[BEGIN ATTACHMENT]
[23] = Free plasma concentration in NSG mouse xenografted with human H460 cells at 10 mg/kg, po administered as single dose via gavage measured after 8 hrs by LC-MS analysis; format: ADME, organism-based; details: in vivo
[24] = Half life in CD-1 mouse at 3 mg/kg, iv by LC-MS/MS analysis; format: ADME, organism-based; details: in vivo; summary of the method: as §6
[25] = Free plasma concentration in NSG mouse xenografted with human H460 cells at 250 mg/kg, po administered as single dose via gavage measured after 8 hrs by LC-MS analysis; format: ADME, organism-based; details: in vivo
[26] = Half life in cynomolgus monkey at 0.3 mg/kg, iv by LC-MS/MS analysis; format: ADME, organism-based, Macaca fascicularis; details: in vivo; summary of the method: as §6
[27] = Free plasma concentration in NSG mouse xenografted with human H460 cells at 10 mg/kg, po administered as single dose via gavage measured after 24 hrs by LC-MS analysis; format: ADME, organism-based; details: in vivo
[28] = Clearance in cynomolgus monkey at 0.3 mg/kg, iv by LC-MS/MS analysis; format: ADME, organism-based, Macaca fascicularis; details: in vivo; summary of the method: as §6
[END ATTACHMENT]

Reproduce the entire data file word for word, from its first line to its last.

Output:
[23] = Free plasma concentration in NSG mouse xenografted with human H460 cells at 10 mg/kg, po administered as single dose via gavage measured after 8 hrs by LC-MS analysis; format: ADME, organism-based; details: in vivo
[24] = Half life in CD-1 mouse at 3 mg/kg, iv by LC-MS/MS analysis; format: ADME, organism-based; details: in vivo; summary of the method: as §6
[25] = Free plasma concentration in NSG mouse xenografted with human H460 cells at 250 mg/kg, po administered as single dose via gavage measured after 8 hrs by LC-MS analysis; format: ADME, organism-based; details: in vivo
[26] = Half life in cynomolgus monkey at 0.3 mg/kg, iv by LC-MS/MS analysis; format: ADME, organism-based, Macaca fascicularis; details: in vivo; summary of the method: as §6
[27] = Free plasma concentration in NSG mouse xenografted with human H460 cells at 10 mg/kg, po administered as single dose via gavage measured after 24 hrs by LC-MS analysis; format: ADME, organism-based; details: in vivo
[28] = Clearance in cynomolgus monkey at 0.3 mg/kg, iv by LC-MS/MS analysis; format: ADME, organism-based, Macaca fascicularis; details: in vivo; summary of the method: as §6